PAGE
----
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The two characteristics of this art are its freedom and individuality. Its freedom stems from the environment, where alI art is allowed to flourish, free from the burden of the past and open to influences from everywhere. Thus, the artist is not constricted by any limited horizons, he may venture where he will and seek his inspiration from different sources. This freedom has tended to emphasize the diversity of our art. Artists are now able to build up their own original styles, which are personal and even idiosyncratic. The artists represented in this exhibition show marked individual idioms. Bhupen Khakkar paints naively humourous or satirical works. His flat colours are broken by stiff characters and ornamental vegetation. Vast spaces are contrasted with little doU like figures. In G. R. Santosh's works we have abstract design which is organic, meIlifluous and suave. The colours merge in a total harmony, there isa cIassical restfulness and serenity in his works. M. Reddeppa Naidu paints traditional icons in a modem manner. His colours are mild and he used a brief calligraphic notation to delineate the ancient Gods of Indian Mythology. Jyoti Bhatt's works analyse and synthesize silhouettes and interiors. There is a decora tive element in his work which is very traditional but is here put ,to a modem use. Vinodray Patel paints sophisticatedly 'wild' compositions of tourists and other contemporary subject matter, his style is at once garish but organic, his paintings are disturbing like contemporary fashions and musico Two sculptores are represented, of whom one works in heavy metal. Mrs. PilIou Pochkhanawala, her constructions are softened by the integrating spaces and by the contrast of rounded with sharp forms. Ajit Chakravarti submits some fine pieces in wood. They are composed to emphasize interior and exterior phases of one formo The graphic artist Deepak Bannerjee submits works of a rich colour and texture. AlI these works give some indication of the variety of art possible in India today. Together they manifest a new spirit and a new awareness and even a certain self-conscieousness that is chacateristic of our times. But above' alI this art has set out on an adventure, it seems to be continually seeking. . Sdl Jaya Appaswamy Editor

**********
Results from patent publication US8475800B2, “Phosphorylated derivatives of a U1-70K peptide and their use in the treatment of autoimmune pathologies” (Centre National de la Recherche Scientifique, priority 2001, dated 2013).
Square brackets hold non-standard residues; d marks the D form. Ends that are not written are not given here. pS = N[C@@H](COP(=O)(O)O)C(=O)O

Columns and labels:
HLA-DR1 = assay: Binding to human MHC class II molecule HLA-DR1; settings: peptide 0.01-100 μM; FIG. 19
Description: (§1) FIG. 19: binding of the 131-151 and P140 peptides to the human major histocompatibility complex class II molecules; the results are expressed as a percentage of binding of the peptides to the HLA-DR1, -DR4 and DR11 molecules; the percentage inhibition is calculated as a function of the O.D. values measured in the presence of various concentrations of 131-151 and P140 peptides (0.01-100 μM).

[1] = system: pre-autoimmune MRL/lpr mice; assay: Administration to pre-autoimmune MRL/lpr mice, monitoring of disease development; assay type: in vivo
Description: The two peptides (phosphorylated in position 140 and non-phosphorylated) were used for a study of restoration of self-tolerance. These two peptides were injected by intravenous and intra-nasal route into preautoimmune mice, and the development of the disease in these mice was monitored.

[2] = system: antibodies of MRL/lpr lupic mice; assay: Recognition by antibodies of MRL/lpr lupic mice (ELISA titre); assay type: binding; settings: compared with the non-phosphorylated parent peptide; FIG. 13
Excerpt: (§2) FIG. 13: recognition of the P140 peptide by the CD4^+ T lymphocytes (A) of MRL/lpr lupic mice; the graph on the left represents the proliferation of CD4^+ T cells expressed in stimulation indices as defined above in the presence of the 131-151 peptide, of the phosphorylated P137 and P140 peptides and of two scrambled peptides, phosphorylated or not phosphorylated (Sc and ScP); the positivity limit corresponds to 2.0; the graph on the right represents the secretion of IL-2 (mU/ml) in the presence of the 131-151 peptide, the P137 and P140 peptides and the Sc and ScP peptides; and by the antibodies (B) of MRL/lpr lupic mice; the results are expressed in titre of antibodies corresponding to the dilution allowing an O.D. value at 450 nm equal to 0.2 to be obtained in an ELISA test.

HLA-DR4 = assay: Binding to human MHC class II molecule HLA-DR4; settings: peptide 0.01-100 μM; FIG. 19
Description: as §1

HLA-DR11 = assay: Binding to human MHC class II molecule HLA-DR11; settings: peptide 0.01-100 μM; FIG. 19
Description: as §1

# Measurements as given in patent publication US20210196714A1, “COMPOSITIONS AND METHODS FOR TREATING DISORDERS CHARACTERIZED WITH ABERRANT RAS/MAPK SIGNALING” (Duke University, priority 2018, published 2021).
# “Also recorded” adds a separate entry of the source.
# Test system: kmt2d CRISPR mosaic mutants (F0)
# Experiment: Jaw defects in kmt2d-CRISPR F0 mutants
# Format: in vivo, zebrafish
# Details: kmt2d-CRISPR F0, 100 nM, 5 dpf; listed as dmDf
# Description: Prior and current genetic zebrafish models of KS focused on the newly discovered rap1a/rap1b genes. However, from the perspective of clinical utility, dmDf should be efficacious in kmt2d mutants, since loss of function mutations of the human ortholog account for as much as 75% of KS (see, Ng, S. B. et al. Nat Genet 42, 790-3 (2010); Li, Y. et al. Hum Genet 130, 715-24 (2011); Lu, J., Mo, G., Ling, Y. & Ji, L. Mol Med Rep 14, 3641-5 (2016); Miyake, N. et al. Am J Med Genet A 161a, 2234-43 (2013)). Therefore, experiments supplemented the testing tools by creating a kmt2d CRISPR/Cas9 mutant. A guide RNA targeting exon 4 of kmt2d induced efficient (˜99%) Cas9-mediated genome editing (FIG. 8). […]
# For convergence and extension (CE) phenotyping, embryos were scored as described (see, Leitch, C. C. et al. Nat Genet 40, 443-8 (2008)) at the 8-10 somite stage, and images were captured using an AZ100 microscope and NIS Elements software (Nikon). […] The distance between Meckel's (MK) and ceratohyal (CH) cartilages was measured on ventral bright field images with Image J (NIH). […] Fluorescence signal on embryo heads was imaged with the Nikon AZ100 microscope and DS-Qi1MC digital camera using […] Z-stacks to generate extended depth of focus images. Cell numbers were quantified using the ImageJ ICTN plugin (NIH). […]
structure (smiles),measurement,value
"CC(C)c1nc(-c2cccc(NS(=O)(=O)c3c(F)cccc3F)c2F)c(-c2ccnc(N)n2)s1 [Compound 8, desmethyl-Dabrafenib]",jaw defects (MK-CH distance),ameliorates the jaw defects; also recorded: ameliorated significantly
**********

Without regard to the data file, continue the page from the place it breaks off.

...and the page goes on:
BANERJEE, Dipak (1936) Água-jorte

1. 2. 3. 4. 5. 6. 7.

Formas, 1967, 49 x 39 Estudo liI, 1967. 40 x 39 Hindu-Saga, 1967. 44 x 36 Composição I, 1967. 40 x 29 Máscara, 1967. 44 x 34 Composição li, 1967. 27 x 35 Azul e Branco, 1967. 16 x 16

BHATT, Jyoti M. (1934) 8. 9. 10. 11. 12. 13.

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Um Rosto, 1968. Óleo sôbre tela. 60 x 44 Rostos com X, 1968. Óleo e colagem sôbre papelão. 61 x 61 Rostos em Prata, 1968. Óleo sôbre papelão. 114 x 114 Um Rosto com X, 1969. Óleo sôbre papelão. 61 x 76 Rostos do Meu Diário, 1969. Óleo Acrílico e tinta sôbre papelão. 121x 78 Rostos, 1969. Óleo e colagem sôbre papelão. 121 x 78

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10ª Bienal de São Paulo (1969) - Catálogo I  

Primeira parte do Catálogo da 10ª Bienal de São Paulo (1969).

10ª Bienal de São Paulo (1969) - Catálogo I  

Primeira parte do Catálogo da 10ª Bienal de São Paulo (1969).

Profile for bienal